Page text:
From the website Catholic.Org comes this explanation of what is meant by the title Co-Redemptrix as applied to Mary, the Mother of Jesus:
In his helpful Introduction to Mary: The Heart of Marian Doctrine and Devotion, Deacon Mark I. Miravalle, S.T.D., Professor of Theology and Mariology at the Franciscan University of Steubenville in Steubenville, Ohio, offers a valuable explanation of this term. "The title, "Co-redemptix," refers to Mary's unique participation with and under her Divine Son Jesus Christ, in the historic Redemption of humanity. The prefix, "Co," comes from the Latin "cum," which means "with." The title of Coredemptrix applied to the Mother of Jesus never places Mary on a level of equality with Jesus Christ, the divine Lord of all, in the saving process of humanity's Redemption. Rather, it denotes Mary's singular and unique sharing with her Son in the saving work of Redemption for the human family. The Mother of Jesus participates in the redemptive work of her Savior Son, who alone could reconcile humanity with the Father in his glorious divinity and humanity."
Deacon Miravalle states:
"Mary uniquely participated in the sacrifice of Jesus on Calvary and in the acquisition of the graces of Redemption for humanity
And Pope Pius XII, in his encyclical On the Mystical Body, confirmed that:
Mary offered Him on Golgotha to the Eternal Father, together with the holocaust of her maternal rights and her motherly love, like a New Eve for all children of Adam.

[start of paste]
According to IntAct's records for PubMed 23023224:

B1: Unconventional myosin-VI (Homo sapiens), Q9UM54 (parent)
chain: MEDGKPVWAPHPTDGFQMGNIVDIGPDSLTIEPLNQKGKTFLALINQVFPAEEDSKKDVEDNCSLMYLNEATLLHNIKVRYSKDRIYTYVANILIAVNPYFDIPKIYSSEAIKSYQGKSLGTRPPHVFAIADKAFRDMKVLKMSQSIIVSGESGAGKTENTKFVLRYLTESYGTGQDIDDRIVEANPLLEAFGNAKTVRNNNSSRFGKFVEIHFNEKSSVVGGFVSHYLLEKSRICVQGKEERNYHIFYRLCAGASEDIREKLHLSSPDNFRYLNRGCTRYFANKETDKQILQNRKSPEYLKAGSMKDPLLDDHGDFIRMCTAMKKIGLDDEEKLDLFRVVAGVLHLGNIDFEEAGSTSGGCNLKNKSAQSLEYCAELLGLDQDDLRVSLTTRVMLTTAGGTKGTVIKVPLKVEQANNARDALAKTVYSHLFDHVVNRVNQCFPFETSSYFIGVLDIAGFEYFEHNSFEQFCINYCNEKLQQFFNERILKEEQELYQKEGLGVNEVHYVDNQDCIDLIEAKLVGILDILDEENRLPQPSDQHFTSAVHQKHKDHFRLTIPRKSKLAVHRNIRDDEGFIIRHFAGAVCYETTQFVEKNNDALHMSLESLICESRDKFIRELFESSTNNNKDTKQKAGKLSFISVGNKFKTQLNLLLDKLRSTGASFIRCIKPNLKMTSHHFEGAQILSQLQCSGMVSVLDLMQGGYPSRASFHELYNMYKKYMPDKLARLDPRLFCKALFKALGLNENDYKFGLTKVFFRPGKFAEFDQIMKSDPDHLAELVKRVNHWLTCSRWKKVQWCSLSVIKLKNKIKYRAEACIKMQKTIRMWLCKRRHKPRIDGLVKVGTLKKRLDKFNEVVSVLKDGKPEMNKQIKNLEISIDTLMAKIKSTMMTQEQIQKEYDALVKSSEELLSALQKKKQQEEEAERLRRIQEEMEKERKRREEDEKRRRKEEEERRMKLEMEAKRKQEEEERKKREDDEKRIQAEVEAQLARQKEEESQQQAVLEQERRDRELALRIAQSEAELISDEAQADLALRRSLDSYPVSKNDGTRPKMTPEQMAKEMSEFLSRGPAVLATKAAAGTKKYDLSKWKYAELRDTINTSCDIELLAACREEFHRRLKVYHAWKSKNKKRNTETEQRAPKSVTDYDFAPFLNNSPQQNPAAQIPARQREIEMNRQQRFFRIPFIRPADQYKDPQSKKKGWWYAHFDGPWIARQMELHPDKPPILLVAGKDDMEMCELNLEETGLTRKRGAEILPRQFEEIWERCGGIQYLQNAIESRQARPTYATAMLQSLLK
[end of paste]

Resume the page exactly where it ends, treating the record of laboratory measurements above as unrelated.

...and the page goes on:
The apostle Paul, deeply concerned that the Corinthians were being deceived away from undiluted devotion to Christ, wrote:
I wish you would bear with me in a little foolishness. Do bear with me! For I feel a divine jealousy for you, since I betrothed you to one husband, to present you as a pure virgin to Christ. But I am afraid that as the serpent deceived Eve by his cunning, your thoughts will be led astray from a sincere and pure devotion to Christ. For if someone comes and proclaims another Jesus than the one we proclaimed, or if you receive a different spirit from the one you received, or if you accept a different gospel from the one you accepted, you put up with it readily enough. - 2 Corinthians 11:1-4
"Sincere and pure devotion to Christ" here in the ESV is sometimes rendered "simplicity towards Christ" (ASV), "simplicity that is in the Christ" (YLT) or "sincere [and pure] commitment to Christ" (NABRE).